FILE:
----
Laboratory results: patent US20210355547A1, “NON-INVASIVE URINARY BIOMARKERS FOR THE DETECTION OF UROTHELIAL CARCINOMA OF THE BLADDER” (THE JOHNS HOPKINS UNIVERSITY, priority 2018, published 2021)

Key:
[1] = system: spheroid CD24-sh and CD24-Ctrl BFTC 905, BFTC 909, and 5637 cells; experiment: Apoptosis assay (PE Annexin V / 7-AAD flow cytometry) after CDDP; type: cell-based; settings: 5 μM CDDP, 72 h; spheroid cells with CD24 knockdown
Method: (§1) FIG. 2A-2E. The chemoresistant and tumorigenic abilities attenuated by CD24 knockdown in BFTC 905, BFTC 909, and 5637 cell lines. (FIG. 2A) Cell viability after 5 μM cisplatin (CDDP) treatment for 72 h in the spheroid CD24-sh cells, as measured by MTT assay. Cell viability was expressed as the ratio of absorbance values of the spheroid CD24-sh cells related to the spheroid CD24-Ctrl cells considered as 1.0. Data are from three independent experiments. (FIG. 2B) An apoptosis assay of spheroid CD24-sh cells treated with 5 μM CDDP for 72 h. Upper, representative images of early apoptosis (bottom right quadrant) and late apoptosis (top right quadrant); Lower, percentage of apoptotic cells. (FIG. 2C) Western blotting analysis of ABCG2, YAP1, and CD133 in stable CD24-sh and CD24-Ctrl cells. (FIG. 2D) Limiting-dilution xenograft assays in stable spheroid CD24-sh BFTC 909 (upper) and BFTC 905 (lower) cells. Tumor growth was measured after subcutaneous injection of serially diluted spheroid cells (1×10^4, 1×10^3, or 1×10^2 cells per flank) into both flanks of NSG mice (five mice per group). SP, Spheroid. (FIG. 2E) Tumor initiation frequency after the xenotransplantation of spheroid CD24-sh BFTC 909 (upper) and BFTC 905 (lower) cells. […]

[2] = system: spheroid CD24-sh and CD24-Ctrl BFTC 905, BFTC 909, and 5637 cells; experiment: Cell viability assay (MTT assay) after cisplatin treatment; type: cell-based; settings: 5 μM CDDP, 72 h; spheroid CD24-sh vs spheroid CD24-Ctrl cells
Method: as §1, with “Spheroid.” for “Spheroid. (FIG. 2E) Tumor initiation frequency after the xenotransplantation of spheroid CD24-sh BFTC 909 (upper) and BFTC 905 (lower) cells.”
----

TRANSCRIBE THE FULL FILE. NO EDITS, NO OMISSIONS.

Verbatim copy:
Laboratory results: patent US20210355547A1, “NON-INVASIVE URINARY BIOMARKERS FOR THE DETECTION OF UROTHELIAL CARCINOMA OF THE BLADDER” (THE JOHNS HOPKINS UNIVERSITY, priority 2018, published 2021)

Key:
[1] = system: spheroid CD24-sh and CD24-Ctrl BFTC 905, BFTC 909, and 5637 cells; experiment: Apoptosis assay (PE Annexin V / 7-AAD flow cytometry) after CDDP; type: cell-based; settings: 5 μM CDDP, 72 h; spheroid cells with CD24 knockdown
Method: (§1) FIG. 2A-2E. The chemoresistant and tumorigenic abilities attenuated by CD24 knockdown in BFTC 905, BFTC 909, and 5637 cell lines. (FIG. 2A) Cell viability after 5 μM cisplatin (CDDP) treatment for 72 h in the spheroid CD24-sh cells, as measured by MTT assay. Cell viability was expressed as the ratio of absorbance values of the spheroid CD24-sh cells related to the spheroid CD24-Ctrl cells considered as 1.0. Data are from three independent experiments. (FIG. 2B) An apoptosis assay of spheroid CD24-sh cells treated with 5 μM CDDP for 72 h. Upper, representative images of early apoptosis (bottom right quadrant) and late apoptosis (top right quadrant); Lower, percentage of apoptotic cells. (FIG. 2C) Western blotting analysis of ABCG2, YAP1, and CD133 in stable CD24-sh and CD24-Ctrl cells. (FIG. 2D) Limiting-dilution xenograft assays in stable spheroid CD24-sh BFTC 909 (upper) and BFTC 905 (lower) cells. Tumor growth was measured after subcutaneous injection of serially diluted spheroid cells (1×10^4, 1×10^3, or 1×10^2 cells per flank) into both flanks of NSG mice (five mice per group). SP, Spheroid. (FIG. 2E) Tumor initiation frequency after the xenotransplantation of spheroid CD24-sh BFTC 909 (upper) and BFTC 905 (lower) cells. […]

[2] = system: spheroid CD24-sh and CD24-Ctrl BFTC 905, BFTC 909, and 5637 cells; experiment: Cell viability assay (MTT assay) after cisplatin treatment; type: cell-based; settings: 5 μM CDDP, 72 h; spheroid CD24-sh vs spheroid CD24-Ctrl cells
Method: as §1, with “Spheroid.” for “Spheroid. (FIG. 2E) Tumor initiation frequency after the xenotransplantation of spheroid CD24-sh BFTC 909 (upper) and BFTC 905 (lower) cells.”